In an interview with BrewView, an online publication dedicated to craft alcohol, Vermont Commissioner of Economic Development Joan Goldstein explained the link. “In terms of tourism, it’s brilliant! People come to Vermont just to visit breweries and to taste amazing beer! Many breweries also occupy spaces that were otherwise vacant, which brings vibrancy in a village center or in a downtown. … Local breweries and distilleries create jobs and help revitalize their local economy.”

As with any industry, making local alcohol trickles into supporting many other related businesses. Many craft beer, wine and spirits makers start in their homes. Often their journey to selling their beverages begins at farmer’s markets. Sourcing their ingredients locally helps to support other local producers, including fruit growers for wine, for example.

When producers decide to take the leap to scaling up their operations, they need real estate and enough square footage to accommodate the large tanks or vats necessary to make several gallons at a time. This often leads to redevelopment of older commercial properties. Finding space large enough and at affordable rent has often seen these businesses locating in older buildings, usually in areas with cheaper rents and fixing the buildings up. For a municipality, it’s an opportunity to begin revitalizing an area that may have fallen into disrepair or to build on the vibe coming from the new business, attracting younger people, interesting new businesses and artists.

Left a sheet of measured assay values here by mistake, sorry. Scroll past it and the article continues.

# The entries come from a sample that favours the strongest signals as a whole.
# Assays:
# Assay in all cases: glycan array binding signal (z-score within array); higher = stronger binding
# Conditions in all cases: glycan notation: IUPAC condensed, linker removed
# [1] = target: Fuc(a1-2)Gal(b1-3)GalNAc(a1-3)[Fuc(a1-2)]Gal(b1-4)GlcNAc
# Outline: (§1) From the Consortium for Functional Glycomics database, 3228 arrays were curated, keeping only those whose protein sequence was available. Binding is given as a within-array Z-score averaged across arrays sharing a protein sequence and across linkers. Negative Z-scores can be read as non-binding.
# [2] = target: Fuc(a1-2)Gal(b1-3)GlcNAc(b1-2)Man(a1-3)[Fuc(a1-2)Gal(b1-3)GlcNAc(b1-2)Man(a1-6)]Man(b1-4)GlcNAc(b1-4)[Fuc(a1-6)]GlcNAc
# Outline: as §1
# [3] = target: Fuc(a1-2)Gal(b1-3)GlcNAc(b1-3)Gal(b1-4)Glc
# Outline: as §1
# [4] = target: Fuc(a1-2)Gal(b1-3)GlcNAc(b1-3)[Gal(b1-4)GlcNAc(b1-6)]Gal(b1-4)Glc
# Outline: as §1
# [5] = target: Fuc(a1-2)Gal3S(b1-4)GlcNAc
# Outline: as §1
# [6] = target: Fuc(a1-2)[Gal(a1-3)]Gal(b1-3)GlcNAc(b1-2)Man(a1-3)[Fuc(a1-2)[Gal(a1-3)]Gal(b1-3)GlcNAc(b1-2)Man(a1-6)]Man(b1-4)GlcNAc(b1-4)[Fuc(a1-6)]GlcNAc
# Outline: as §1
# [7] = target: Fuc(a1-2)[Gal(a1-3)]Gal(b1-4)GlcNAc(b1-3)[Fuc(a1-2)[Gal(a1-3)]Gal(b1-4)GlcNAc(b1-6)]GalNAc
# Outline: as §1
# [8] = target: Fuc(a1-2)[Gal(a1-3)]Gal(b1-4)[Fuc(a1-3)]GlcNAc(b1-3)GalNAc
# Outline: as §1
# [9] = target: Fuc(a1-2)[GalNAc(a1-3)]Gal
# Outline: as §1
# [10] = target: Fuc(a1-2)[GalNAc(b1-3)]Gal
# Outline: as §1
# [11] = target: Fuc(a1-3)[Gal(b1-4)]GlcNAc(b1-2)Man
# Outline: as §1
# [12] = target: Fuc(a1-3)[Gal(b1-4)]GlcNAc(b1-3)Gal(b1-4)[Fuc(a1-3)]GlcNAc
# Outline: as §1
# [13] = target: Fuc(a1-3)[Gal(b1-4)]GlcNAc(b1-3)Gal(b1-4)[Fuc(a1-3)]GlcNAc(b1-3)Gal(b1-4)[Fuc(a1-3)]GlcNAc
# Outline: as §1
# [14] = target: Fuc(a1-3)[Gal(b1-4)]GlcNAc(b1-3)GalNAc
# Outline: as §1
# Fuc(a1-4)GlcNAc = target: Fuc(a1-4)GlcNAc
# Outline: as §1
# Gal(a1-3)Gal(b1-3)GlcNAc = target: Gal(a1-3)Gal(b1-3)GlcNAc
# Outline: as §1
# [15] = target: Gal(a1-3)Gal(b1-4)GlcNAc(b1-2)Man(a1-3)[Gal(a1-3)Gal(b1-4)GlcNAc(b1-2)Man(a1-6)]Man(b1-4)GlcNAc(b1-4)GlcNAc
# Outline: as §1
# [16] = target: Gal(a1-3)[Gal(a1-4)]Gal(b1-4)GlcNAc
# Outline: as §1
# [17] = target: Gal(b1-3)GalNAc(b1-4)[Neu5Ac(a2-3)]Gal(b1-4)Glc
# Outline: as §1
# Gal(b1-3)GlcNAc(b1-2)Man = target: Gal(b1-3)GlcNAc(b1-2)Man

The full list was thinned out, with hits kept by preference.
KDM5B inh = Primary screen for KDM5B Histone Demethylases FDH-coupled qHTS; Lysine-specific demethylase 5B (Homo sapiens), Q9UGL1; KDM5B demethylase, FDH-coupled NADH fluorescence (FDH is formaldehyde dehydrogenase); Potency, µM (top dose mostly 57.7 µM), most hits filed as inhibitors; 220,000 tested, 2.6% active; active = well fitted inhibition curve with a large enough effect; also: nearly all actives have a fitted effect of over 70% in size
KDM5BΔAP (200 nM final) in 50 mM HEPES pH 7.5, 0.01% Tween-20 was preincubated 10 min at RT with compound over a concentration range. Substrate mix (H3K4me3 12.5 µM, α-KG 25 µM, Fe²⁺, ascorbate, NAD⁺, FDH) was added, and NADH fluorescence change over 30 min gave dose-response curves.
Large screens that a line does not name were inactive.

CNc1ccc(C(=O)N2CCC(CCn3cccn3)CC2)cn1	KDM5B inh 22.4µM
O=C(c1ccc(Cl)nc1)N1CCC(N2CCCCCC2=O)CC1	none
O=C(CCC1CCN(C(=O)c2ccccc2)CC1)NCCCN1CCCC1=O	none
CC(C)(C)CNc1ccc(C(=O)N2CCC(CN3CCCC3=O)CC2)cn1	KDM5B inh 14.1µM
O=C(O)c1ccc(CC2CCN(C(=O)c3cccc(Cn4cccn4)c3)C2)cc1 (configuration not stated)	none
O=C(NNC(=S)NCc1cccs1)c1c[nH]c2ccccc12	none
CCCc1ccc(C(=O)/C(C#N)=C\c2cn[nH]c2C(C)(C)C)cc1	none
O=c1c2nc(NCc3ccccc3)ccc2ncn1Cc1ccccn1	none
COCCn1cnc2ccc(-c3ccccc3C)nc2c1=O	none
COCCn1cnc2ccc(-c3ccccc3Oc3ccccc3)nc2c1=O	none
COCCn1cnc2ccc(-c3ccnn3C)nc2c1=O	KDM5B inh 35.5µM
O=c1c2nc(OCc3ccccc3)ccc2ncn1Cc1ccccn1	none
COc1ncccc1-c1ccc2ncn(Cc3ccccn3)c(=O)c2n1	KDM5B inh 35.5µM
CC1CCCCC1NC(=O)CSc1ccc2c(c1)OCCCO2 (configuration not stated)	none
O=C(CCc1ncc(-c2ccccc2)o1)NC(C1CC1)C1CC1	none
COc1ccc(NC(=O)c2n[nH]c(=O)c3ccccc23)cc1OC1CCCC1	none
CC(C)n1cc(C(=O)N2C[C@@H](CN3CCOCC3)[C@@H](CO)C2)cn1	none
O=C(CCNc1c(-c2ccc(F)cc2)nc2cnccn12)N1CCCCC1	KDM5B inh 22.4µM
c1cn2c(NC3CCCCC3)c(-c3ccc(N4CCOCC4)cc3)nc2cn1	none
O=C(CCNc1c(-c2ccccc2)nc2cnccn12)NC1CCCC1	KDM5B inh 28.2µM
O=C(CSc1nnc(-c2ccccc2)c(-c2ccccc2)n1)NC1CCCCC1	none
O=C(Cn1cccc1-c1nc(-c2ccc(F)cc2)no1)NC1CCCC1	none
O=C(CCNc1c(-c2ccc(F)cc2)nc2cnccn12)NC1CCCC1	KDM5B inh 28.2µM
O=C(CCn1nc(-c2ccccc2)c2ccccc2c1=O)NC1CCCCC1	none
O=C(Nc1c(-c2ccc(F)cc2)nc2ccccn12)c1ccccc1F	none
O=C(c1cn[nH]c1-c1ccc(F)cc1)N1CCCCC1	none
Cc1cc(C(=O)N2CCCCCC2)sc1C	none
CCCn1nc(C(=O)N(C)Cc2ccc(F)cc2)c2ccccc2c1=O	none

If you open to the public and serve alcohol, then you need food. This often results in collaborations with food producers or restaurants or food trucks. Sometimes a brewery serves their own food, such as Lebanon’s BrightSide Brewery or the Norwich Inn’s Jasper Murdock Alehouse. Others, such as Able Ebenezer Brewing located in an industrial park in Merrimack, N.H., have menus from local restaurants available for patrons to order food to be delivered there.